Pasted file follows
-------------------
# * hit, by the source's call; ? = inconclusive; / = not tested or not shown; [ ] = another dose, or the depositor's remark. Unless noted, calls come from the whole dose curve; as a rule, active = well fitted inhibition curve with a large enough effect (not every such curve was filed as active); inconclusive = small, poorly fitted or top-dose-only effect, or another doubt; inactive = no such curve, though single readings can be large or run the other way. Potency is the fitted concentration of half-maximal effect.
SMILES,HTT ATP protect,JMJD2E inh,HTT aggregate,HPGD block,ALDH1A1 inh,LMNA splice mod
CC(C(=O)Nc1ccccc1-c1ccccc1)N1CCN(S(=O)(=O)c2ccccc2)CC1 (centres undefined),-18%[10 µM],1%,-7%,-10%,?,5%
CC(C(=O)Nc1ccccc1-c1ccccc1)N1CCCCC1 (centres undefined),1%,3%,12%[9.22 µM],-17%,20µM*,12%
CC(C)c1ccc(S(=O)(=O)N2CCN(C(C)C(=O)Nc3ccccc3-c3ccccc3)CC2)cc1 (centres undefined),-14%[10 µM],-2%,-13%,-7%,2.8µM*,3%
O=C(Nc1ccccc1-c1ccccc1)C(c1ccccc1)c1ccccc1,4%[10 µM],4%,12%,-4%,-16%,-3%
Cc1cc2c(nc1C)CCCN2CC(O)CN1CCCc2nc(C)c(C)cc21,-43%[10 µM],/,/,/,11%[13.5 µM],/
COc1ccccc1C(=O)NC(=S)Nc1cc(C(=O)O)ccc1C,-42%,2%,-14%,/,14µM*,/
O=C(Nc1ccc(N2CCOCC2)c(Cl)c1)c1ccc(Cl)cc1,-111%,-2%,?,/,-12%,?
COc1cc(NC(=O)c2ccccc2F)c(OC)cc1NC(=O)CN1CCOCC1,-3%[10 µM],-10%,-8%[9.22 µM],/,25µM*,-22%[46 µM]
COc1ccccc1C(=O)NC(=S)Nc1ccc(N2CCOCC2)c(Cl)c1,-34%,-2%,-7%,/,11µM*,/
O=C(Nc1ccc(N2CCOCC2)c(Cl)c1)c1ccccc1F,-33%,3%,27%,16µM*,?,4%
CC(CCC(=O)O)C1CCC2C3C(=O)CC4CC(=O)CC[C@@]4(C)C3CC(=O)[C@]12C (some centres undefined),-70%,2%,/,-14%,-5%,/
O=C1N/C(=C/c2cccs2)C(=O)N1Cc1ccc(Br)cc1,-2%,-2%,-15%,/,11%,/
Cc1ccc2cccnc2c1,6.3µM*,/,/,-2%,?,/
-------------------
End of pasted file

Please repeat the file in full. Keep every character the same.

# * hit, by the source's call; ? = inconclusive; / = not tested or not shown; [ ] = another dose, or the depositor's remark. Unless noted, calls come from the whole dose curve; as a rule, active = well fitted inhibition curve with a large enough effect (not every such curve was filed as active); inconclusive = small, poorly fitted or top-dose-only effect, or another doubt; inactive = no such curve, though single readings can be large or run the other way. Potency is the fitted concentration of half-maximal effect.
SMILES,HTT ATP protect,JMJD2E inh,HTT aggregate,HPGD block,ALDH1A1 inh,LMNA splice mod
CC(C(=O)Nc1ccccc1-c1ccccc1)N1CCN(S(=O)(=O)c2ccccc2)CC1 (centres undefined),-18%[10 µM],1%,-7%,-10%,?,5%
CC(C(=O)Nc1ccccc1-c1ccccc1)N1CCCCC1 (centres undefined),1%,3%,12%[9.22 µM],-17%,20µM*,12%
CC(C)c1ccc(S(=O)(=O)N2CCN(C(C)C(=O)Nc3ccccc3-c3ccccc3)CC2)cc1 (centres undefined),-14%[10 µM],-2%,-13%,-7%,2.8µM*,3%
O=C(Nc1ccccc1-c1ccccc1)C(c1ccccc1)c1ccccc1,4%[10 µM],4%,12%,-4%,-16%,-3%
Cc1cc2c(nc1C)CCCN2CC(O)CN1CCCc2nc(C)c(C)cc21,-43%[10 µM],/,/,/,11%[13.5 µM],/
COc1ccccc1C(=O)NC(=S)Nc1cc(C(=O)O)ccc1C,-42%,2%,-14%,/,14µM*,/
O=C(Nc1ccc(N2CCOCC2)c(Cl)c1)c1ccc(Cl)cc1,-111%,-2%,?,/,-12%,?
COc1cc(NC(=O)c2ccccc2F)c(OC)cc1NC(=O)CN1CCOCC1,-3%[10 µM],-10%,-8%[9.22 µM],/,25µM*,-22%[46 µM]
COc1ccccc1C(=O)NC(=S)Nc1ccc(N2CCOCC2)c(Cl)c1,-34%,-2%,-7%,/,11µM*,/
O=C(Nc1ccc(N2CCOCC2)c(Cl)c1)c1ccccc1F,-33%,3%,27%,16µM*,?,4%
CC(CCC(=O)O)C1CCC2C3C(=O)CC4CC(=O)CC[C@@]4(C)C3CC(=O)[C@]12C (some centres undefined),-70%,2%,/,-14%,-5%,/
O=C1N/C(=C/c2cccs2)C(=O)N1Cc1ccc(Br)cc1,-2%,-2%,-15%,/,11%,/
Cc1ccc2cccnc2c1,6.3µM*,/,/,-2%,?,/